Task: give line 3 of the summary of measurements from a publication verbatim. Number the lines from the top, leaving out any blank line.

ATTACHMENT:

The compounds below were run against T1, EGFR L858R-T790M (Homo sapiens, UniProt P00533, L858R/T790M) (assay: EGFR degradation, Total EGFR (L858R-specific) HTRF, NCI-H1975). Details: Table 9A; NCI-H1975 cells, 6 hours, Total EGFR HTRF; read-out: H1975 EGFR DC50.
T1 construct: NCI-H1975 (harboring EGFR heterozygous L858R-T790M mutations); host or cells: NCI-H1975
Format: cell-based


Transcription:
Format: cell-based